“I had an a capella album on the record deck that I was listening to through my headphones while the track’s playing in the studio, spinning different a capellas over the top and Candi Staton’s one (‘I Know’) was kind of in key so we sampled that up. There was no: ‘We’ve gone in there to make this particular tune’, it was just while we’ve got studio time, let’s make something. It all came together quickly because I'd already got so many ideas in my head.”
“Watch Yer Bass Bins”
The tune had an air of serendipity to it. Aside from the way the audio parts all seemed to just fall into place, it also famously sampled Chris Duckenfield – then of pirate radio DJ duo Asterix and Space with Richard Benson – saying: “Watch yer bass bins I’m tellin’ ‘ya.” Weirdly, Archer, who’d never met the pair before, bumped into them both at Shelley’s nightclub in Stoke just a couple of days after sampling Duckenfield.
Furthermore, ‘Infiltrate 202’ might never have happened at
all if Network’s Neil Rushton hadn’t commissioned a remake of War’s memorable rock-cum-funk
cut ‘Low Rider’.
"I’m not sure why they wanted a Nexus 21 remix or what we could have even done with it. It was one of those ones where you just basically write them a new tune. We tried to do a Soul II Soul tempo remix but it never came out and I’ve not heard it since that session. But we had some studio time left so we made ‘Infiltrate 202’, took it to Network and said you can use this as the follow up to the ‘Overload’ EP.”
Hitting The Pop Charts
‘Infiltrate 202’ was released on promo in the spring of 1991, followed by a full release in July. With BBC radio support the duo found themselves in possession of an actual national hit.
In July they were booked for a PA at the Eclipse club in Coventry – where they’d previously played a few months earlier as Nexus 21 – and the pair first adopted their iconic chemical warfare suits and facemasks, carefully personalised with Tippex and highlighter pen.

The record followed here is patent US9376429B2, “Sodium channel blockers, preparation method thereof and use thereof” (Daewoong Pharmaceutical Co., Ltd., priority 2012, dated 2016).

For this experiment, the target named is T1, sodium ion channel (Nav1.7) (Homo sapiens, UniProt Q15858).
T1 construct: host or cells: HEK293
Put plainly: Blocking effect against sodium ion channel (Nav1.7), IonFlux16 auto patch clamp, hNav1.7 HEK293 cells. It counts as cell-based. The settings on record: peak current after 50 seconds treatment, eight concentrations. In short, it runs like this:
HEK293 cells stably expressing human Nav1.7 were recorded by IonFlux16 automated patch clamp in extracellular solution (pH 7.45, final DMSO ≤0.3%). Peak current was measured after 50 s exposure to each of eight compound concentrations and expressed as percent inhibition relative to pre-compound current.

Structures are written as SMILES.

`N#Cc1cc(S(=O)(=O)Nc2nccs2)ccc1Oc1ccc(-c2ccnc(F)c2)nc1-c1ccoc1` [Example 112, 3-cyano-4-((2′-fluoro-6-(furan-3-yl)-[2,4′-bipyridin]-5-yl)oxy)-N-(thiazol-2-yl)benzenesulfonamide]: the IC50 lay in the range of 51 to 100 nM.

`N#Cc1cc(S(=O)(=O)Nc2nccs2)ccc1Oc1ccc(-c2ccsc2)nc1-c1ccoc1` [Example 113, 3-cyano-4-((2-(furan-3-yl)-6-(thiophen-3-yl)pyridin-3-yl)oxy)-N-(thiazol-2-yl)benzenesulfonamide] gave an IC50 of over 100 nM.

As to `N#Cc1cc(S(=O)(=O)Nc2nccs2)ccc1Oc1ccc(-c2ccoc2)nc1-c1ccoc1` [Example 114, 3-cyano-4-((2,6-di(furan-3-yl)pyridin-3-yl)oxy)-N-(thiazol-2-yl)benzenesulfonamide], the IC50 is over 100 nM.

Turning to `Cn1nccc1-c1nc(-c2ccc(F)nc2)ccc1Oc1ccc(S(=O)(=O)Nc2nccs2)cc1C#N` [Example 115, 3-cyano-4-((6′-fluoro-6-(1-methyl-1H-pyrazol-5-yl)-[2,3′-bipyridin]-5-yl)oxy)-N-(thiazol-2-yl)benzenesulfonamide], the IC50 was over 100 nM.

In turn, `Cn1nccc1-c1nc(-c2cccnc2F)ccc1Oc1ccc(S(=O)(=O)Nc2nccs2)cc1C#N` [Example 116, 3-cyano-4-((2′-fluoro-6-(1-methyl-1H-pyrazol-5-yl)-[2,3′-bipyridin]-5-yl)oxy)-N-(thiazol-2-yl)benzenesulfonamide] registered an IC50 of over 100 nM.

“We didn’t want to look the same as Nexus to anyone. Because naively I thought, people in the crowd would be like: ‘Well, hold on a minute. I saw them the other month!’ Whereas most of the people wouldn't even know that there was anyone on stage!”
The PA was also where the now-necessary video for ‘Infiltrate 202’ was shot.
“The label knew that it was doing well because of pre-sales and projected chart positions. They said it looked like it could actually do something, so they asked us to record the Eclipse gig to make the video. It was all done on a budget of about £500.
“Going from starting making music in 1988 and then being in the charts in ‘91, it was a proper jump, totally unexpected and it wasn't an aim of ours at all. Suddenly, you've got to start doing gigs like this weird Wednesday night with BBC Radio 1 DJ Mark Goodier, Right Said Fred and the Cookie Crew. We went down well and the crowd were kind of into it, but they were more of a pop crowd – and it was just a completely different side to what we were used to doing at the Eclipse, Shelley’s and Amnesia House.”
The video was played on ITV’s ‘The Chart Show’ and children’s Saturday morning TV shows and ‘Infiltrate 202’ eventually reached number 28 in the UK national pop charts, taking Altern 8’s hardcore rave aesthetic directly to the masses.
‘Infiltrate 202’s Legacy
Along with other classics from Liquid, SL2, Bizarre Inc, Acen and Manix, Altern 8’s ‘Infiltrate 202’ consolidated the emerging UK hardcore rave sound of ‘91, bringing all the elements together: breaks, sub-bass, euphoric pads, disco vocal samples and a devil-may-care sampling attitude, and created a foundational UK rave track in the process.
“When we made the tune, we didn't know how long it was gonna last
for. We thought that if it lasted for another year we'd be happy. And 31 years later I can still play it out. I used to think that if in 1990, if you went back 30 years and plucked a tune out, you wouldn't be able to play it at a club or a rave, whereas to be able to play ‘Infiltrate' now and it still get the massive reaction that it does – it's way more than I could ever have imagined.”